Trying to develop a simple math model for the most recent events in western democracies I took some findings in neurosciences (e.g. psychology of moral) as a set of statistical links between variables. Specifically, there is a book “The Righteous Mind: Why Good People are Divided by Politics and Religion” (2012) written by J. Haidt, which stresses the importance of fairness for both conservative and liberal minds (in sense of moral prejudice). All people have own understanding of fairness, having some core values, however. It was also found that people cooperate much better when unfairness in cooperation is punished. When free-riders pay for the absence of fair behavior for other participants (it is not the absence of fairness for the free riders but rather fair-not-ness for the others). The whole ensemble of current fairness/unfairness judgements in the entire population defines net morality in the society. Majority is always around the net value. However, extreme deviations from this net value can be large and such people are most interested in shifting the equilibrium to their side (e.g., preachers, hippie, priests, criminals, etc.). They all proved to be able to influence individuals and groups shifting moral norms, including the understanding of personal and universal fairness. These are examples of inherent moral influence because such preachers do believe in their versions of fairness.
Another category of people trying to change the net value of moral judgements at large and using the outcome of such shifting is politicians. One can look at the map of the most recent elections in Austria or in the USA, or any other western country, and observe the distribution of moral predominance in big cities and the rest. It looks like that the whole territory is covered by the same color. And this is usually not the color of the winning party (except the USA). This is great division between conservative and liberal moral, both are intrinsic to people (at least, it is my interpretation of the Haidt’s book). For us, the most important is that this division is dynamic and subject to influence of propaganda (in Bernays terms). We suggest that such influence and dynamics are not random and can be described by simple mathematical model based on laws stationary evolution of an ensemble under endogenous and exogenous forces.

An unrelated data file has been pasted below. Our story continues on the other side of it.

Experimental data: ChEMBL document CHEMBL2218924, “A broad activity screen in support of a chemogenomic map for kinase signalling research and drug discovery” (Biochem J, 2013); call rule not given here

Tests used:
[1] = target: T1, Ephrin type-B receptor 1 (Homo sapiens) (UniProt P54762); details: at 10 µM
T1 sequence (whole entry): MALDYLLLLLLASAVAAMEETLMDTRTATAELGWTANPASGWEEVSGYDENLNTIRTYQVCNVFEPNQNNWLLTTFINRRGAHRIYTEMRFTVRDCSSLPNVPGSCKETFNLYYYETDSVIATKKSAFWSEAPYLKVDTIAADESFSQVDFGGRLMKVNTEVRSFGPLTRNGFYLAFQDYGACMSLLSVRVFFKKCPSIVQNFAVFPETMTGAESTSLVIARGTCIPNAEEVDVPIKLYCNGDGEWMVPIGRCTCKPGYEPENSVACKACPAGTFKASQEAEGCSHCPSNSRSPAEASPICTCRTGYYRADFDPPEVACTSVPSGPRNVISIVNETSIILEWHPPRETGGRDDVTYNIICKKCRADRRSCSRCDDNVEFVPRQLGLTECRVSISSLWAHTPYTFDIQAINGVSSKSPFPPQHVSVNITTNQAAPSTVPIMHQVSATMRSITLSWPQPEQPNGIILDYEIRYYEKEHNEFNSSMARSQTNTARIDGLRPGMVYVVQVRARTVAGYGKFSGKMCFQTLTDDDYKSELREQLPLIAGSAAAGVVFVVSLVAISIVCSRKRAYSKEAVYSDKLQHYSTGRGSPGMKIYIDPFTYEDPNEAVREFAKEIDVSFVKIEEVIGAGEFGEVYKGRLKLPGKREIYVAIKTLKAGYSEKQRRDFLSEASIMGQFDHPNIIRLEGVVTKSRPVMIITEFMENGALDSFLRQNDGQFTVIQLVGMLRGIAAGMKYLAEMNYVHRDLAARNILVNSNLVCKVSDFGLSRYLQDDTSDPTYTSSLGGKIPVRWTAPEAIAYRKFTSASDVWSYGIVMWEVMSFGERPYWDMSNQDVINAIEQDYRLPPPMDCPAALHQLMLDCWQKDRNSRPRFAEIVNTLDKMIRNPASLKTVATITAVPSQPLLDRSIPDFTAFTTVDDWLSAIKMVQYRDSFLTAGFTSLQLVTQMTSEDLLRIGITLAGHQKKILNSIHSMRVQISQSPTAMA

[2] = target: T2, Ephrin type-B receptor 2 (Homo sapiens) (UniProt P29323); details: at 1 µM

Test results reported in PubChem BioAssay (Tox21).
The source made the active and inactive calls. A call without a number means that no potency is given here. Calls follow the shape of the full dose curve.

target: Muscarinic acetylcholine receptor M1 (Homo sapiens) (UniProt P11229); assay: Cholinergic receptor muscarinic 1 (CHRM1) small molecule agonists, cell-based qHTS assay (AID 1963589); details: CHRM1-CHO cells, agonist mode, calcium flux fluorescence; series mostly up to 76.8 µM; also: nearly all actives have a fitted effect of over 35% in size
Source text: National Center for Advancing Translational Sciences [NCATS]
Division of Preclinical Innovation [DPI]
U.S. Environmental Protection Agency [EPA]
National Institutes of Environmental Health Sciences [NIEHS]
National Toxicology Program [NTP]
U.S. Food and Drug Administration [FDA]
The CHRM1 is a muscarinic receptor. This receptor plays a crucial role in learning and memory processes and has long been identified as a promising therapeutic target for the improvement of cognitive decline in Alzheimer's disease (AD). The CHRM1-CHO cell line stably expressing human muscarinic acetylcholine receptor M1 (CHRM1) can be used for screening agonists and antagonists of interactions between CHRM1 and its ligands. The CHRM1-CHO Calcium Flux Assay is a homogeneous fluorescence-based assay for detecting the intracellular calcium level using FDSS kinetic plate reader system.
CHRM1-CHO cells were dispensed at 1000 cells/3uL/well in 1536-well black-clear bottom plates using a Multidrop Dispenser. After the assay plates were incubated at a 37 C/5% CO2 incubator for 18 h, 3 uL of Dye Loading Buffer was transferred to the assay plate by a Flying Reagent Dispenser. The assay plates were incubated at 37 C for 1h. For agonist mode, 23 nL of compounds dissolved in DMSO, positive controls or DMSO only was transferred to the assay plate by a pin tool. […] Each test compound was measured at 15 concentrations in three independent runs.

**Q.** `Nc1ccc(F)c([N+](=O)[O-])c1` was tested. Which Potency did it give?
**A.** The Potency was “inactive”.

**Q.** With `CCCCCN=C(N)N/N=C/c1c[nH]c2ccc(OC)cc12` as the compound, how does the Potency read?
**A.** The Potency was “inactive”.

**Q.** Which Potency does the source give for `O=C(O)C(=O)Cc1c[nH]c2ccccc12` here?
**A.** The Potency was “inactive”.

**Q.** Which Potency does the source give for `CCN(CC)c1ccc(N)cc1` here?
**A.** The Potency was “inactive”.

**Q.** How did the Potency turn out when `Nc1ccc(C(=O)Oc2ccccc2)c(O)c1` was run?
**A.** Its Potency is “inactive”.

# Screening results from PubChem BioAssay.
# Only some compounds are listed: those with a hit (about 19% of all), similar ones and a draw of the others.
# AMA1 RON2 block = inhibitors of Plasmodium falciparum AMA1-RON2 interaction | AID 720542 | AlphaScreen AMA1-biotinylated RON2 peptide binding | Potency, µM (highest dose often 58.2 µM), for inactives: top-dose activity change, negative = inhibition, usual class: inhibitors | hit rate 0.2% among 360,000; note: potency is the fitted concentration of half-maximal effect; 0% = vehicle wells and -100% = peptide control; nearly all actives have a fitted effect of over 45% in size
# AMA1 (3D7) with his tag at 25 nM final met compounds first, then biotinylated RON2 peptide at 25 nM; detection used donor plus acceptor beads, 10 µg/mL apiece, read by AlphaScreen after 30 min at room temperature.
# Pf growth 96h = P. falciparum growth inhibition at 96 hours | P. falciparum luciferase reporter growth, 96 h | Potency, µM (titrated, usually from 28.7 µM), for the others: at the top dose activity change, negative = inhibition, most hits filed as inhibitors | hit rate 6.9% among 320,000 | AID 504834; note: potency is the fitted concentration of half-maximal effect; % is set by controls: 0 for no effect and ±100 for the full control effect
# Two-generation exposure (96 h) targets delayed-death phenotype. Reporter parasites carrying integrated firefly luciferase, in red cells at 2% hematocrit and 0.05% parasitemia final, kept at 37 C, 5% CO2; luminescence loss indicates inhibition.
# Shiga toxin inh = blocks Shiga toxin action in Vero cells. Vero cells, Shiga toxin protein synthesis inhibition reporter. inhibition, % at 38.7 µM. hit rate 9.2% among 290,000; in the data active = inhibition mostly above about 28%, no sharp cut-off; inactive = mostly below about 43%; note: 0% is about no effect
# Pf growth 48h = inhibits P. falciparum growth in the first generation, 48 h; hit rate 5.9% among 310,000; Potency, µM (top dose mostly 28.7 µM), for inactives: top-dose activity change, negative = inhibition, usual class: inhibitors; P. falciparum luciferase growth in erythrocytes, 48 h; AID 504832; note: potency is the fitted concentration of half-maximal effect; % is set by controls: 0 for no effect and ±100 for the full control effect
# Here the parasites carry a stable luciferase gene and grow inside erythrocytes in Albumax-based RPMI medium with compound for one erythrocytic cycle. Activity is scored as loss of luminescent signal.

Now, we get back to free riders. One part of population considers another part as free riders on average in terms that they obtain more than deserved in a not fair way. The outcome is simple – the absence of cooperation with the other part and cooperation enhancement within the same moral norms group. The division has been growing with time together with the growth in economic (and likely social) inequality. Trump got it (as well as right-wing politicians in Europe) first and sent to the conservative part of population a message that unfairness will be punished (make the US great again!) This is direct message which actually make two major effects – increasing cooperation in both liberal and conservative cores of population and increasing deviations of the average conservative and liberal understanding of fairness from the net value.
We develop a math model of moral evolution, which includes the intrinsic (basic) and current distribution of fairness understanding, the dynamic development under endogenous (and likely exogenous in satellite countries of Western Europe) forces depending on the evolution of economic (income) inequality observed during the past 30 to 50 years. The latter is described by the evolution of Gini ratio, the share of labor in GDP (GDI) and the mean personal income. The sensitivity of a person to external influence is also distributed over the population and depends on the intensity of external influence. In other words, increasing economic inequality made many people to feel unfairness and become more sensitive to external propaganda which, in turn, makes people more sensitive on average.